Quote from luv2shopp85
Thanks for your help. I really don't have money to be spending on a book though. I found a few websites that I've been reading and htey are helping a little bit.
I'm a lil confused though... isn't variability the same thing as accelerations when shown on a fetal heart rate strip? How do you tell the difference between the 2 on the strip ?
And also... with early decelerations... don't they occur right before a contractiion? Well in this picture it loooks like they are occuring at the same time or after the contraction. http://www.brooksidepress.org/Produc.../EFM/Early.jpg
Can someone elaborate on this please?
Does a contraction start as soon as the line leaves the baseline? And when it starts to get round .. is that the peak?
Ok...variablility. If you think of a ECG...and the QRS complex. The spike going upwards is the "R" wave. What a fetal monitor does is place a DOT on paper that represents the fetal R wave. It continues to record dots reflecting the R wave and then the monitor draws a line to connect them. This is variability. Beat to beat fluctuations. New NICHD terms have combined short term and long term variablity, so only LTV is documented now. Accelerations are ABRUPT increases from the baseline and can be associated with or without contractions. Reactive accels are 15X15 beats (meaning they go UP for 15 seconds and then last for 15 seconds). Variability is what you interpret in BASELINE. Decelerations and accelerations are not to be considered in baseline interpretation. So, to answer your question, accels and variablity are NOT the same.
Early decels are associated with head compression and are gradual (30>seconds) decreases in baseline. This is a vagal response to head compression and usually start with contraction and end with contraction. Same criteria with lates. They are gradual from onset and occur after the peak of the contraction. Lates are reflexive, meaning, that the placenta is reacting to lack of oxygen either from decreased blood flow or some sort of placental problem (IUGR or abruption). The late onset of this decel is because of a 'lag' in time in circulation of blood to the placenta to the receptors in the fetus (chemoreceptors). The baseline returns after the contraction has already ended. Over time, lates can certainly hack away at the fetus' ability to recover, and may lead to hypoxia. You want to fix those as quickly as possible.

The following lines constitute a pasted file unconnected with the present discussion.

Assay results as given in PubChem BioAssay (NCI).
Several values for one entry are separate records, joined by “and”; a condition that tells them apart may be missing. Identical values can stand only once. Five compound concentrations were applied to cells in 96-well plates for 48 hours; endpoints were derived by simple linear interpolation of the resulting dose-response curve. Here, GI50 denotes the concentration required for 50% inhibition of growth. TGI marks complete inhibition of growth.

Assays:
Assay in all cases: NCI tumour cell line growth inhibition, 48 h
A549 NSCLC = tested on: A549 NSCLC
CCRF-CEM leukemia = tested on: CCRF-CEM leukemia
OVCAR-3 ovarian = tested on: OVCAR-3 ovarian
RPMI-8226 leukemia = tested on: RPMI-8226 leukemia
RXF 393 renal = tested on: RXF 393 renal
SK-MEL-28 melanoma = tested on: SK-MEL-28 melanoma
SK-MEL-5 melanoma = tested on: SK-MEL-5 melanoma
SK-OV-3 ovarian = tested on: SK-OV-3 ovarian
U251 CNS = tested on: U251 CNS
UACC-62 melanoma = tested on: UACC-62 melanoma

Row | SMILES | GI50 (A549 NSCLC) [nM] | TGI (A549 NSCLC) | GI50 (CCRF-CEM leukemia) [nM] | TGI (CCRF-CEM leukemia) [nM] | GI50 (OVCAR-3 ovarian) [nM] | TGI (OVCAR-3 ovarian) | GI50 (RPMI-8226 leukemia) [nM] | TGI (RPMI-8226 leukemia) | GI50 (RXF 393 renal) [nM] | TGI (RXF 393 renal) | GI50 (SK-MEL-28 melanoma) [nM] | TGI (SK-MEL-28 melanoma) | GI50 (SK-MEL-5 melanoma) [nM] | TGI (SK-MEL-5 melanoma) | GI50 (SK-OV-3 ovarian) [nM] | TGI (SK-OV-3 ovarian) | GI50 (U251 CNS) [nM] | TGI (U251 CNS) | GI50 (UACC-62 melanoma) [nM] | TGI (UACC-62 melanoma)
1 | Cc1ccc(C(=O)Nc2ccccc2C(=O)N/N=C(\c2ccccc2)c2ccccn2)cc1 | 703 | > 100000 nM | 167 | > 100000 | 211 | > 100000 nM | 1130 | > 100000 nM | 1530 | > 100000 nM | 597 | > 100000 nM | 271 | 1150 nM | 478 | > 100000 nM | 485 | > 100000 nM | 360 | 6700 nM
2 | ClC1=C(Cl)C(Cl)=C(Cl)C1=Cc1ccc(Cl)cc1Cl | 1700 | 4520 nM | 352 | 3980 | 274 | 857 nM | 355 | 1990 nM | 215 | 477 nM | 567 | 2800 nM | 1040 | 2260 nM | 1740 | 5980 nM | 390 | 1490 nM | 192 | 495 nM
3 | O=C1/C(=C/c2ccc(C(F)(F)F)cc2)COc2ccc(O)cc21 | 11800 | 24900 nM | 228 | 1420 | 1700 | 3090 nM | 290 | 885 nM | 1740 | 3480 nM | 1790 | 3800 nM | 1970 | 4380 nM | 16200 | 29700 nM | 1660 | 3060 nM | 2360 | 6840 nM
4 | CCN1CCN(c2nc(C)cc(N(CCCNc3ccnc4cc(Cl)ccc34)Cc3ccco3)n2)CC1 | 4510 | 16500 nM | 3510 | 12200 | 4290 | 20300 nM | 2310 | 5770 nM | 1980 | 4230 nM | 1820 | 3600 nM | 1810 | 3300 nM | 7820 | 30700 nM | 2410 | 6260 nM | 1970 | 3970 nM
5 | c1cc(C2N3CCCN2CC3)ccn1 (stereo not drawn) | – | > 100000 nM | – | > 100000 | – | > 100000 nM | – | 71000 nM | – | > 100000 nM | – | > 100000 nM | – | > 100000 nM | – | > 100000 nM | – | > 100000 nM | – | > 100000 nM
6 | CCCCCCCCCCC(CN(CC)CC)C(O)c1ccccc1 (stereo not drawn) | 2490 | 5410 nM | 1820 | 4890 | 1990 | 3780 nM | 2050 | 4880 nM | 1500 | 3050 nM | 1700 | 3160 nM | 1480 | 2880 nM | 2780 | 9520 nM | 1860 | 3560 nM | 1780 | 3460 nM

Variables are cord problems. They are in direct response to cord vein or artery squish, sometimes both. When the cord is squished, the fetus notices changes in pressure (baroreceptor) and speeds up heart rate to compensate for loss of perfusion (this is vein squish) . If arteries become squished, then the fetus acknowledges this change thru baro and chemo receptors, and slows the HR down to conserve oxygen. When the contraction begins to subside, the HR speeds up as oxygen is restored and returns to baseline. You don't always have the pre-variable accel. Sometimes you have just complete cord squish right away. Variables are ABRUPT decels from baseline (<30 secs). Get in the habit of counting, NICHD definitions are pesky when it comes to this. Variables can be V shape, U shape and W shape.
This is also autonomic nervous system at work. Sympathethic and parasympathetic nervous systems need to be intact for this to work. If there are delays in maturity, or drugs on board, or fetal abnormality....all of these things can be affected.
It is a lot to absorb. I love the physiology of FHR. You can speak forever on it, and never get enough (at least for me). I hope this has helped you some.